Local insurers lose out to foreigners

Source: Local insurers lose out to foreigners – The Standard

INSURERS say they need to be protected from foreign investors who come into the country with their own insurance policies, costing local players premiums, Standardbusiness has learnt.

In other jurisdictions, investors are compelled to use local insurance when they invest in a certain country, enabling the local insurance players to benefit from the deals.

However, in Zimbabwe,  the signing of a number of mega deals especially with the Chinese, has seen them bringing most of their resources including insurance from outside.

Insurance Institute of Zimbabwe president and managing director at Allied Insurance Panganai Sanangurai told Standardbusiness that premiums were being lost and the industry really needed protection.

Sanangurai said previous engagements with the Finance ministry have not been fruitful with the government indicating that most of the deals were a result of begging and had conditions attached to them.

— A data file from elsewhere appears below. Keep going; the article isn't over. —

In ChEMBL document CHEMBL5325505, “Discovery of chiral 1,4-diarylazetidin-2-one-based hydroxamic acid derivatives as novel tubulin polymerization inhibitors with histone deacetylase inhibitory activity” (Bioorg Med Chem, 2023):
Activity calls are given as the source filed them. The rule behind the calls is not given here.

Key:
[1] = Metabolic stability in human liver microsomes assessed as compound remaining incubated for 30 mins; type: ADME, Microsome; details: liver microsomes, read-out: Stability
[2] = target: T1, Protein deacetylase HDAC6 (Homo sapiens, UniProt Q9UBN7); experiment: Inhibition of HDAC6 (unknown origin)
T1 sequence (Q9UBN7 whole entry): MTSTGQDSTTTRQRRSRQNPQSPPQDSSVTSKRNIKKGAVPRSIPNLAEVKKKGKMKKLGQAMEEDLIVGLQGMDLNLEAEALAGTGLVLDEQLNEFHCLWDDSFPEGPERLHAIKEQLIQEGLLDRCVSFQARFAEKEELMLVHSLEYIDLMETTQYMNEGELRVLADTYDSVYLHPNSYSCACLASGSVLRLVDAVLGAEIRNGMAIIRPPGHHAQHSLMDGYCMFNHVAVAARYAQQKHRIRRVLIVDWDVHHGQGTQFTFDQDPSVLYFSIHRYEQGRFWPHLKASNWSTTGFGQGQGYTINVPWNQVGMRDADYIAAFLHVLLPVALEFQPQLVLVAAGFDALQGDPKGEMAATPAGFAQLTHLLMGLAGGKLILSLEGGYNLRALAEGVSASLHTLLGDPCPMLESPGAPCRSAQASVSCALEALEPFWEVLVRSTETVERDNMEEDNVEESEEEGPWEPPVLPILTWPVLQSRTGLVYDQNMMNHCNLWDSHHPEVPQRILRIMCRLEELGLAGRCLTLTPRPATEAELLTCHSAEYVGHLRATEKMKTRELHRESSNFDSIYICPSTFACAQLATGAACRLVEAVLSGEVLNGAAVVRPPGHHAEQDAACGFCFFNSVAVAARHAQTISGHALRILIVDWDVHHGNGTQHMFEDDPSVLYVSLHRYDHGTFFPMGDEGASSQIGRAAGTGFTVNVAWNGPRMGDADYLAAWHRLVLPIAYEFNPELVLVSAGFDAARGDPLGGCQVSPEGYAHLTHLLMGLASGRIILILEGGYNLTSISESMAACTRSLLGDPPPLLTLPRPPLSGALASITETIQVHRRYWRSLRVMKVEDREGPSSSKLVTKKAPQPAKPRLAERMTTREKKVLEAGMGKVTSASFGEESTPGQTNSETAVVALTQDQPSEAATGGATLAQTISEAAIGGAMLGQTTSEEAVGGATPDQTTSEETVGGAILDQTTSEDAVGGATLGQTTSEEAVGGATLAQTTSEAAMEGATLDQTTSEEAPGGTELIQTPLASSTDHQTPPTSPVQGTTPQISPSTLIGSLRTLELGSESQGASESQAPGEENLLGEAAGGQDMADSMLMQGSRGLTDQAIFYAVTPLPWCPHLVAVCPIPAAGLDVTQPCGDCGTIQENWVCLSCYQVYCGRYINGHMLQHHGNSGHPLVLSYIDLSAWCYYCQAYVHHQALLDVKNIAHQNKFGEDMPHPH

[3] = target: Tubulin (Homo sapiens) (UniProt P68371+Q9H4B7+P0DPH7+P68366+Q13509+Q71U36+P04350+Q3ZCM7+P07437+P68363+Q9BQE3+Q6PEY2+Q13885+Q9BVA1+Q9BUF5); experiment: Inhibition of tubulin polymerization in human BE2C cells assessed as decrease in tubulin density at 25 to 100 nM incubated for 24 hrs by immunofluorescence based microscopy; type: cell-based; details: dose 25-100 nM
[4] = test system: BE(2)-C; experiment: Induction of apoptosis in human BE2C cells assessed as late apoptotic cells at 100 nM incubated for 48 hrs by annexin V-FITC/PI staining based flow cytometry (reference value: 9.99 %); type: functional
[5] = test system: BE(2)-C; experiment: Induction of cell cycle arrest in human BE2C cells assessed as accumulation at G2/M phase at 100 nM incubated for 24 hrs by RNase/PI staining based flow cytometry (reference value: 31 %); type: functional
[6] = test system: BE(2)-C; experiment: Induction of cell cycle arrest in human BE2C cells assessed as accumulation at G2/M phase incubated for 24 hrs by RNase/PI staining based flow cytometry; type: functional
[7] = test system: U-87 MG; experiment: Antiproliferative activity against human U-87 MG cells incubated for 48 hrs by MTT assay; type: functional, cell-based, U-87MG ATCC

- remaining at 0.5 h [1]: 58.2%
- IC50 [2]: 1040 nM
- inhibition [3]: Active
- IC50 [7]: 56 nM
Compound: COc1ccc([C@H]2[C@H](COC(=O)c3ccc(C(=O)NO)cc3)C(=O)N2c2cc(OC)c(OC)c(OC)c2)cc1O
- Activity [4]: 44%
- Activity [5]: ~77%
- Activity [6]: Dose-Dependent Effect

“We once engaged the then Finance minister Patrick Chinamasa but the answer that we got was not so encouraging,” he said.

“We were lobbying that all the investments that come in should at least get insurance locally to allow growth of the industry as the economy grows. Looking at it this is a premium that is being lost to foreign jurisdictions.”

Sanangurai said they had hoped that Finance minister Mthuli Ncube would look into the matter as the insurance sector was being left out in the foreign direct investment flows.

“But there are other jurisdictions that say it compels everyone to take insurance locally,” he said.

“So, when we approached the minister, we wanted protection but we couldn’t get it.

“We are restarting these engagements with the current minister because this is a critical area for us.”

This is coming at a time the insurance industry is facing myriad other challenges such as high inflation and currency changes.

Emeritus managing director Leo Huvaya recently told our sister paper Zimbabwe Independent, that premiums were also being lost through unregistered international brokers who are coming to Zimbabwe to underwrite business.

“That is prevalent and that is also linked to these reinsurance problems. We know that we have capacity to cover it but you will not see it on the market. A broker will come from South Africa and take it,”  Huvaya said.

“Maybe they could have some funds outside but again they are violating some exchange rules. I think Ipec and RBZ have the capacity to curb this.”

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